University of Cambridge > > Exoplanet Seminars > Irradiated brown dwarfs: Providing insights into exoplanet atmospheres

Irradiated brown dwarfs: Providing insights into exoplanet atmospheres

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If you have a question about this talk, please contact Dr Annelies Mortier.

Brown dwarfs are often described as failed stars, however the flip side of this description is that they can also be described as over-ambitious planets. With masses between 13-70 Jupiter masses they have cool atmospheres dominated by cloud features, molecules and show features due to weather.  These atmospheres have a lot of similarities with atmospheres we see in planets in our solar system, and also directly imaged exoplanets.  The question then is: How like hot Jupiters are irradiated brown dwarfs?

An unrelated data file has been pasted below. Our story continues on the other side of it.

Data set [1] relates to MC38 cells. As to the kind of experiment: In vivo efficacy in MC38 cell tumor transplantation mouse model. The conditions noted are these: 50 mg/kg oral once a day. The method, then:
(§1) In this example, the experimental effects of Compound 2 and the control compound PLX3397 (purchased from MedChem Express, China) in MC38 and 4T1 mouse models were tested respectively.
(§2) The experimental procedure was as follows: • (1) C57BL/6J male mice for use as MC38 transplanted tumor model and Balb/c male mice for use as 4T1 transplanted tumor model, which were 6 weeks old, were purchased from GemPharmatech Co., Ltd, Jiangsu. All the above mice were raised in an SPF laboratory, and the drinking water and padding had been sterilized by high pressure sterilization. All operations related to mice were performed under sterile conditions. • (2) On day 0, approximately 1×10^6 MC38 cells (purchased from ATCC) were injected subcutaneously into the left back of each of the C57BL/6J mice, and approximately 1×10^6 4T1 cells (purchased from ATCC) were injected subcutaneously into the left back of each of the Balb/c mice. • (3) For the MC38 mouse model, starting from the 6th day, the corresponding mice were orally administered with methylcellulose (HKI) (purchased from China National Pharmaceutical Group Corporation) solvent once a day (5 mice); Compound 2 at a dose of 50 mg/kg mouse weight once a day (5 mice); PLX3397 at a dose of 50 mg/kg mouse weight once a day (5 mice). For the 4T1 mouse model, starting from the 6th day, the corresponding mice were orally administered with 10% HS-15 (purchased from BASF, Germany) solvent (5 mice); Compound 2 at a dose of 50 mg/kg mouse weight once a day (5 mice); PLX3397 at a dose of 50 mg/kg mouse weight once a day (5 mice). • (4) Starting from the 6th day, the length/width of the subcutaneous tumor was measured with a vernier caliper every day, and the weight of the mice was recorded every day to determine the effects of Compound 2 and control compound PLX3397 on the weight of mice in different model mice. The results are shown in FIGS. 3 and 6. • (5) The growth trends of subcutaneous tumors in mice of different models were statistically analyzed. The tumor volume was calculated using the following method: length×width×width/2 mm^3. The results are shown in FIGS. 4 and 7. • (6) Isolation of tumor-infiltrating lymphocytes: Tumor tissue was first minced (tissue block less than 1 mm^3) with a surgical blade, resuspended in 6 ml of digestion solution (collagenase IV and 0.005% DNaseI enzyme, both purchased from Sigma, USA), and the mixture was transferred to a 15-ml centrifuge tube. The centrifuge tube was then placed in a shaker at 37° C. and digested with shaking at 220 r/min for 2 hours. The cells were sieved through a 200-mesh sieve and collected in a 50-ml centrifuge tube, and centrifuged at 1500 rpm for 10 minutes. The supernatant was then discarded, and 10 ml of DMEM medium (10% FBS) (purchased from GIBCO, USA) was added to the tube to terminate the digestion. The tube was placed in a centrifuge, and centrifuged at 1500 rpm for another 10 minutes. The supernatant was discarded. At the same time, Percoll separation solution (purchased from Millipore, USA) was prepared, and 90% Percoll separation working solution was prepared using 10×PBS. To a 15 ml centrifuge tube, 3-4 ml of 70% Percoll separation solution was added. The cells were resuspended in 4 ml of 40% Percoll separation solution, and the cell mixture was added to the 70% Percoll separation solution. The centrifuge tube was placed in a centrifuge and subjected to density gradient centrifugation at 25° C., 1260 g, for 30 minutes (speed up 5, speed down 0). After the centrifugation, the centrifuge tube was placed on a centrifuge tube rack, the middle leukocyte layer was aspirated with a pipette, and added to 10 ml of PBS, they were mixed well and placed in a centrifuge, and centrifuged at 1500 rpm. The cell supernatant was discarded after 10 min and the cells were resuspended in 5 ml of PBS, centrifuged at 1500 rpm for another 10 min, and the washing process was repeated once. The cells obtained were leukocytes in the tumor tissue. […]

In this seminar I will describe the known irradiated brown dwarfs and how they evolve into post-common envelope systems containing a white dwarf. These rare binaries have very short periods (~hrs) and the brown dwarf is irradiated by the white dwarf companion, often with large amounts of UV radiation. I will discuss the atmospheres of these highly irradiated brown dwarfs and their similarities with irradiated exoplanets.

This talk is part of the Exoplanet Seminars series.

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